Karen, I'm blown away that you won the first contest you entered and sold from that! Wow, a double Rita finalist--every writer's dream!! But I hear you about the scars. No sale means the career can't be derailed with the next book. No guarantees in this business, but what fun would that be? :-)

    The thing you need to know about Disney is they now have the fast pass which bring you to the head of the line. A great idea of Mickey's because people can't buy food and drink standing in line.
    So contests are our fast passes. Not that I ever came close to Karen's amazing record. So Karen wear that tiara with pride. I'll polish it for you. And get one of your books. What's your latest release?


  4. Welcome, Karen, to Seekerville -- it's so good to have you here, albeit a little freaky (in a good way!) having another "Ruthy" around! :)

    And like Ruthy, I also fell in love with Falling Home and am blown away that it was your very FIRST novel!! Wow, that's a home run if I ever saw one!

  5. Karen, you compelled me into ignoring the dirty dishes in the sink and finishing those last tweaks my agent requested on my manuscript. The editor who requested the full kinda needs it on her desk if she's gonna read it, right?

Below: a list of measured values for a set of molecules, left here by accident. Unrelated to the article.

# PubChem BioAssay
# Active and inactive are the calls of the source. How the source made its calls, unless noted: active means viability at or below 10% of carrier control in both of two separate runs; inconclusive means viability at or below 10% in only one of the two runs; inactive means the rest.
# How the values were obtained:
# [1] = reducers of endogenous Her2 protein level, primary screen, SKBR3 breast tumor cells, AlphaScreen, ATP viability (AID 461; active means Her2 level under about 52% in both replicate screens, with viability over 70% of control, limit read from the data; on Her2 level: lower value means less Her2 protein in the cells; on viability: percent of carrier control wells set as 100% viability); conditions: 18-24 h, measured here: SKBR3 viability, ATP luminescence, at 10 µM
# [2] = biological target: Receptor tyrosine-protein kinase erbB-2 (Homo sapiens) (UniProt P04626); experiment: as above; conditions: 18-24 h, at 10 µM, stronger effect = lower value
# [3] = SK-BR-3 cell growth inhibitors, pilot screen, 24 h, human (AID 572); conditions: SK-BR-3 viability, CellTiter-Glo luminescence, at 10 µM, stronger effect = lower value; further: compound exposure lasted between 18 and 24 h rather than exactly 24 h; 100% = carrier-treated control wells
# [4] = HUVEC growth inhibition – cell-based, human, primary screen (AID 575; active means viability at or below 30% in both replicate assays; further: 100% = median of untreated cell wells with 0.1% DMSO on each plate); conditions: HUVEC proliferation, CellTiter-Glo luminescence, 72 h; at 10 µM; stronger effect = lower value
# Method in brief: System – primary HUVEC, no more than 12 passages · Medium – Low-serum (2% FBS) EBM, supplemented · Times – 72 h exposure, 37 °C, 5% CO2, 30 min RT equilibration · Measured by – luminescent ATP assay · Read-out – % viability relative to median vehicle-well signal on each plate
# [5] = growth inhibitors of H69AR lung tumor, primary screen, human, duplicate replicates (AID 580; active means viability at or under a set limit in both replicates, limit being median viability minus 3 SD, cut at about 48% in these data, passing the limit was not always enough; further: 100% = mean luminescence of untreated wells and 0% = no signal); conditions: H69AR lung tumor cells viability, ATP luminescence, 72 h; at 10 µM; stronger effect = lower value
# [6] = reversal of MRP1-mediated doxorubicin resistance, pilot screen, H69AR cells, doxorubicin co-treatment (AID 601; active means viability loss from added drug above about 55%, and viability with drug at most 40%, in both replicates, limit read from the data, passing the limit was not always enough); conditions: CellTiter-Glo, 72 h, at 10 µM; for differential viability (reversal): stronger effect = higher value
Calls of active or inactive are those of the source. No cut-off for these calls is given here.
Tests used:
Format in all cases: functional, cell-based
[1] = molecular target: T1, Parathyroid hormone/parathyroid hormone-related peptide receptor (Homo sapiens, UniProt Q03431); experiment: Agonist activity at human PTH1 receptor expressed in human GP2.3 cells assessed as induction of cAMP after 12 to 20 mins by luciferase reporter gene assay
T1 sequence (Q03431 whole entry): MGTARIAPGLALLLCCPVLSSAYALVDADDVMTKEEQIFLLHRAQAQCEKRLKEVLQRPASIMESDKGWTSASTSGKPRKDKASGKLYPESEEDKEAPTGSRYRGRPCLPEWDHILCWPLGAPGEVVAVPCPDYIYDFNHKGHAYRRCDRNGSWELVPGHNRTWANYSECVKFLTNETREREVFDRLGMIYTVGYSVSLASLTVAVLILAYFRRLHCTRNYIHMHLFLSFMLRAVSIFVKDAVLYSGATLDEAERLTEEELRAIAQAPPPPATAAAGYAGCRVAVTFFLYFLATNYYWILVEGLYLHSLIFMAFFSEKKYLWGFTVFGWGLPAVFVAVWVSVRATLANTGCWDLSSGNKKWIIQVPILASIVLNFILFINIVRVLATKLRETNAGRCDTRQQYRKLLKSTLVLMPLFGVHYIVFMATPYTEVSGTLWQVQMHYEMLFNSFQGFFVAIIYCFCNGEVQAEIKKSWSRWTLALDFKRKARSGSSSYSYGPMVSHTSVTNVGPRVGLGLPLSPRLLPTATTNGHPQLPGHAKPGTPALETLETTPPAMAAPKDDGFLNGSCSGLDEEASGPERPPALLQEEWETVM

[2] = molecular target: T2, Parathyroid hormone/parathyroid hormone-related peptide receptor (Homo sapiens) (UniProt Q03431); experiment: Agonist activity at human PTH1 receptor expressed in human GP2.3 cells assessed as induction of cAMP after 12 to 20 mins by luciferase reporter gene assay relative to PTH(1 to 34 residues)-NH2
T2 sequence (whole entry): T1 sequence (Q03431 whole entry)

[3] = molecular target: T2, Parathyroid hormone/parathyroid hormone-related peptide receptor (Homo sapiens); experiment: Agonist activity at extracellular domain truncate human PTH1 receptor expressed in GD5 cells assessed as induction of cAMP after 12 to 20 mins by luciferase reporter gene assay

Thanks for sharing your story!

    I haven't read your book. Sounds like I'm a big loser for not. ;-)

  6. You're so funny. What a great post, and I'd have to agree with the contest thing. Not only do you have a chance (though maybe slim) of getting your chapter straight into an agent/editor's hand, but you also get unbiased, anonymous feedback. Contests are definitely the way to go.

  7. I am one of those who cannot afford travel expense to attend conferences, but I can ante up entry fees here and there. Now I feel better about the hours I have spent this month honing some contest entries. I didn't I could hope for anything but a little notoriety.
    You did add something to my toolbox when you said to check out the contest judges. I never gave that a thought. I will certainly pay more attention now.
    Thanks for some great information!

  8. And she still has a sense of humor. This is good to know.

    Welcome to Seekerville, Karen.

    I also thank you for the encouraging words. Today I was poring over the finances and considering yet another part time job to finance my contest habit.

    I needed the boost and I appreciate it.

  9. I haven't read falling home either,so I went online to order.